So disrupting a sector isn’t just mentally hard because the approach is hard to imagine, it also looks like proactive suicide for a business apparently doing well and therefore very hard indeed to argue for until a crisis makes the decision the best of a set of poor options.  Often by then it’s too late.

The aim of this particular evening of upset, for the establishment at least, was to bring vividly to life the way three disruptors see their world, and then to draw conclusions from their approach and achievements thus far – what are the kinds of insights that make their new models so strong, and what could be learned by bigger businesses trying to do similar things in their own way?

Our three examples came from three great people and three strong organisational ideas in various states of distance travelled:

  • We had Client Earth, with their Deputy CEO Beth Thoren. Their reason for existing is to use law as a tool to mend the relationship between human societies and the Earth.  They are part of a new breed of activist charities, using belief in the cause to attract motivated individuals who apply scalpel-sharp skills to create impact many times their scale and resources.  They protect the environment through advocacy, litigation and science, and they have had a string of successes such as their EU court ruling forcing the UK Government to act on air pollution back in 2014 and then following-up in early May, forcing the government to publish their clean air plans ahead of the General Election.  Beth has been there for 9 months after a career that included Directing Fundraising and Communications for the RSPB as they moved to campaigning for nature not just protecting birds, running marketing for the campaign to switch the UK over to digital TV, and playing a similar role for the BBC with their digital marketing
  • We had Riversimple, with their Chief Engineer and co-founder Hugo Spowers. They are a Hydrogen fuel cell car company with not just technology that challenges convention but also a business model that creates advantage from apparent constraint. By using Hugo’s motorsport background in combination with his desire to save the planet from our love of moving around, they have a beautiful lightweight high tech car that produces only clean water as an emission.  It is owned permanently by Riversimple so they profit from efficiency and longevity and can recycle and re-use all the parts that last for decades.  Initially the cars will be leased to people living close to a Hydrogen fuel station for use as their local car, so a genuine market can be created at a small scale.  The technology is open, so makers can reproduce the idea around the world at low, profitable volumes and with only what’s needed where they are based – no heating in Saudi for example.  Hugo found himself ignored by the major manufacturers thus far, and has duly ignored them in return on the basis that they are the wrong businesses to make the most of the potential in the technology.  They are, indeed they have to be, determined to fit it into the rest of what they do like a new and more shiny component. Hugo’s conviction is that the problem needs a new systemic solution, and that applies as much to the business model and the companies involved as to the technology, which is why he has chosen to run his own race in such a determined fashion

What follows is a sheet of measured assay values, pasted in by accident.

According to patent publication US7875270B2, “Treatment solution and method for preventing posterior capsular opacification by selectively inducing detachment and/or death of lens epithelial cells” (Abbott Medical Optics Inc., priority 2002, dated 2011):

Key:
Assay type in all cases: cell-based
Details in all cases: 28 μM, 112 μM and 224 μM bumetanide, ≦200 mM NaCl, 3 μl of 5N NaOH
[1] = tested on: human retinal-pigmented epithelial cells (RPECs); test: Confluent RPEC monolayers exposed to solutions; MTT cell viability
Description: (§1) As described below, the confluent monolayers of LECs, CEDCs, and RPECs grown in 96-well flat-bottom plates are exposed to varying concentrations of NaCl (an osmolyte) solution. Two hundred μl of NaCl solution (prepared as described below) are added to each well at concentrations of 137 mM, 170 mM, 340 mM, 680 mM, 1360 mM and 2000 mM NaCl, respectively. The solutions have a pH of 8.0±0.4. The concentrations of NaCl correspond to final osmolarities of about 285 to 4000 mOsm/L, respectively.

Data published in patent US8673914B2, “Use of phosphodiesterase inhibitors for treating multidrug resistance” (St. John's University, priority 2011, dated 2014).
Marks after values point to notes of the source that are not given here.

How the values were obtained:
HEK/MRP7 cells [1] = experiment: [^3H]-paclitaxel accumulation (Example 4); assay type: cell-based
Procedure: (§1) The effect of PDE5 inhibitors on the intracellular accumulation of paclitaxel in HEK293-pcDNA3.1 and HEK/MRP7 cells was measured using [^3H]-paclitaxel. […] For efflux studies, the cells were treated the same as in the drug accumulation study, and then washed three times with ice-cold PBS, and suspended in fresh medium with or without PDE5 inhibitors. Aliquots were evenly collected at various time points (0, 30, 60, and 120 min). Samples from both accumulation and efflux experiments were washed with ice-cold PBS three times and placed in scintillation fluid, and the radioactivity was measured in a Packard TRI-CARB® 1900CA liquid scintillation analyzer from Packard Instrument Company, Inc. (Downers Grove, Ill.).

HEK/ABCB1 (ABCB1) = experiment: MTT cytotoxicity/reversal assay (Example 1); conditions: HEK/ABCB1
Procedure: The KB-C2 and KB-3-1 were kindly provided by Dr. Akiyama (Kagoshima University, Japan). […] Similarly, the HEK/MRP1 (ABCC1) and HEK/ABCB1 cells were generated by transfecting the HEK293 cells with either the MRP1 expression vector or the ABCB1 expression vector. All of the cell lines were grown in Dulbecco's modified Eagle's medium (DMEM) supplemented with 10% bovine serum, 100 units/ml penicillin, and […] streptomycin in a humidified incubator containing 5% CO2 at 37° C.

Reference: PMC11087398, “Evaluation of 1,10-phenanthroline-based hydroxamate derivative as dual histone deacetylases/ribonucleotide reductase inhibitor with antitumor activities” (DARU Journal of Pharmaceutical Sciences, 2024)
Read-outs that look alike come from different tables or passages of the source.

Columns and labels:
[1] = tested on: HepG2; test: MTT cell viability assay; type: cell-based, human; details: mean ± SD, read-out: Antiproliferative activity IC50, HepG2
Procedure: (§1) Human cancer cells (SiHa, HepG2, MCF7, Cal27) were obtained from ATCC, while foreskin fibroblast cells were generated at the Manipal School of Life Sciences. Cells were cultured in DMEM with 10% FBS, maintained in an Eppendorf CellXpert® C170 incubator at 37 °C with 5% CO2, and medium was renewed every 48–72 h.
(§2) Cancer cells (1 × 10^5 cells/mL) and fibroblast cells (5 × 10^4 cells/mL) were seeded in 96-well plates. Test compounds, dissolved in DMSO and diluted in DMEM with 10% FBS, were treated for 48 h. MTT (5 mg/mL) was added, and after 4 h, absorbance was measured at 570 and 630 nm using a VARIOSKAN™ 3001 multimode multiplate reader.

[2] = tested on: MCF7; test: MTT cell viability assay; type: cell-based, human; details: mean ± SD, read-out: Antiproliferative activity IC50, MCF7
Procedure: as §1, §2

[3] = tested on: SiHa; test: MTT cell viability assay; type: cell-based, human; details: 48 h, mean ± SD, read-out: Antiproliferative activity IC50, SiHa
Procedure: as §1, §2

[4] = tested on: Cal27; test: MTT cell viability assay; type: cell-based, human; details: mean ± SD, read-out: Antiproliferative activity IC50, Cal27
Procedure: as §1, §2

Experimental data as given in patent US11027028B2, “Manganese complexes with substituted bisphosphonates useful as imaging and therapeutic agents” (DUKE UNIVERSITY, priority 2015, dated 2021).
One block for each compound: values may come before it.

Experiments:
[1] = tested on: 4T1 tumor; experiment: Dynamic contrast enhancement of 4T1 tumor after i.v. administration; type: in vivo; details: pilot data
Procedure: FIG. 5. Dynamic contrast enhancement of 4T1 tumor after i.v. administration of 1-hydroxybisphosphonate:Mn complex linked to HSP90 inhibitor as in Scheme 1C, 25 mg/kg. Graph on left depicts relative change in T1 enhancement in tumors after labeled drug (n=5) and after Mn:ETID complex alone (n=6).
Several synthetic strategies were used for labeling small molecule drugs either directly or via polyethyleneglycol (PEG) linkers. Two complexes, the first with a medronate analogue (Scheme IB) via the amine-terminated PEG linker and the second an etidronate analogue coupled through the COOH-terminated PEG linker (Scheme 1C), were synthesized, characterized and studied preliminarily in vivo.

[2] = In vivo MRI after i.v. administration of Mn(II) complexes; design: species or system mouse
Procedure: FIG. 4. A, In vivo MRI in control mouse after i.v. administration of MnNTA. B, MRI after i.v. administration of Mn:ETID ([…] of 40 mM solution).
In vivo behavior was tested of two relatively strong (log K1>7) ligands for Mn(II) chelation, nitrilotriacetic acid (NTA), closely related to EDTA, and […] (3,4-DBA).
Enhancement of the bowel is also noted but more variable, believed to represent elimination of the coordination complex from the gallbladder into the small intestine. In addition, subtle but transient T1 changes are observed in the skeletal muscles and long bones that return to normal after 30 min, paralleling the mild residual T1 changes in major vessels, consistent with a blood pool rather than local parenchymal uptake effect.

• And we had Zopa, with their Chairman and co-founder Giles Andrews. They were the world’s first peer-to-peer lender, and we’re proud to say that one of our alumni, James Alexander, was there with Giles from the start too.  They saw that digital technology and the way we liked the communities that followed as a means of toppling the banks, reinventing what they do from the first principles they followed – take money from savers and give them a return, while lending it to borrowers and manage the risk.  They are the furthest on in their journey of our three and can describe hurdling a succession of barriers that threatened to disrupt their progress – getting people to trust them or even understand them in the first place, getting beyond the early enthusiast adopters, dealing with competitors when once they were alone, broadening the business while staying true to their principles, and managing succession, for example in CEO, a role Giles filled from 2007 to 2015 before taking the Chair.  Giles had form as an entrepreneur, growing a (conventional, polluting) car dealership business before consulting and then Zopa-ing for a living